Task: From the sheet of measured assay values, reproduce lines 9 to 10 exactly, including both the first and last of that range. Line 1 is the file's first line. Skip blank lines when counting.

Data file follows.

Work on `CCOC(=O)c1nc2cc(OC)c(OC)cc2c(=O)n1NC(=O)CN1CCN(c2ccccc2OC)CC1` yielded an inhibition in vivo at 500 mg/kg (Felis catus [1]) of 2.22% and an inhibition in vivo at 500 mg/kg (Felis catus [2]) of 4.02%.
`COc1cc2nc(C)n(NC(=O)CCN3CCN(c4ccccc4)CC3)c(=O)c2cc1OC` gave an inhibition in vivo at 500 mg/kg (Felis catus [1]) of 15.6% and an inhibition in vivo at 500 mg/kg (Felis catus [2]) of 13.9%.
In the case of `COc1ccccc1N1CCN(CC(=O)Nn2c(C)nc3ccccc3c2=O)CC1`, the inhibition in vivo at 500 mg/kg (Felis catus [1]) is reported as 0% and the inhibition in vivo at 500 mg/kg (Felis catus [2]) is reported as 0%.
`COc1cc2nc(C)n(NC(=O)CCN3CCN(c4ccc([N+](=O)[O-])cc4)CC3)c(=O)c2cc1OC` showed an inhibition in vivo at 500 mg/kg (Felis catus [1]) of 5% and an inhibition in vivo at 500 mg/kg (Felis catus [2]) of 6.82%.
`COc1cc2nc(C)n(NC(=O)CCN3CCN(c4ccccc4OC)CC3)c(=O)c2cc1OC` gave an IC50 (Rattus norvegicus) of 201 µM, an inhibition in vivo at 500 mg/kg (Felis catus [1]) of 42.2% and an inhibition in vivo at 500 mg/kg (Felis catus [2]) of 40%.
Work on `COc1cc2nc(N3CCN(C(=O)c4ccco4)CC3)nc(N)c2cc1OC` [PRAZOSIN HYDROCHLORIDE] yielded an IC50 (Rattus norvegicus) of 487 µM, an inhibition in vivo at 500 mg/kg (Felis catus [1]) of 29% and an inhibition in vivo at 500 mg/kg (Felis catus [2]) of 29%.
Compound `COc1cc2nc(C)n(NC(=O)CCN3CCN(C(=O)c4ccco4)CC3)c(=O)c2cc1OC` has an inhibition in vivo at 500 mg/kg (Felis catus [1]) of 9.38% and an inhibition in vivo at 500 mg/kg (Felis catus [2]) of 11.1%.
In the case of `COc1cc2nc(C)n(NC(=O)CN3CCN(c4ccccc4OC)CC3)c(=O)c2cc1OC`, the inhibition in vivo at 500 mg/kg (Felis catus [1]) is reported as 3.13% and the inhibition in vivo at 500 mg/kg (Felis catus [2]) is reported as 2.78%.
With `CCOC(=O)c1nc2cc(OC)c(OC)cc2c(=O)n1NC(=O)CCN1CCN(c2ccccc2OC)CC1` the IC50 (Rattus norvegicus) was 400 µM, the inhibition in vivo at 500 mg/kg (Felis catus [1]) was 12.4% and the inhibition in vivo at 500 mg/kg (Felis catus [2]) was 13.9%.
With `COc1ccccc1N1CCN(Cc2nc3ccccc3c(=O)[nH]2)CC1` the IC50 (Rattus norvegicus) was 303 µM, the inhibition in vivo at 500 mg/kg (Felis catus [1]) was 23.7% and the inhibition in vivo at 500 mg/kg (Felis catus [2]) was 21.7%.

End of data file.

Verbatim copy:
With `CCOC(=O)c1nc2cc(OC)c(OC)cc2c(=O)n1NC(=O)CCN1CCN(c2ccccc2OC)CC1` the IC50 (Rattus norvegicus) was 400 µM, the inhibition in vivo at 500 mg/kg (Felis catus [1]) was 12.4% and the inhibition in vivo at 500 mg/kg (Felis catus [2]) was 13.9%.
With `COc1ccccc1N1CCN(Cc2nc3ccccc3c(=O)[nH]2)CC1` the IC50 (Rattus norvegicus) was 303 µM, the inhibition in vivo at 500 mg/kg (Felis catus [1]) was 23.7% and the inhibition in vivo at 500 mg/kg (Felis catus [2]) was 21.7%.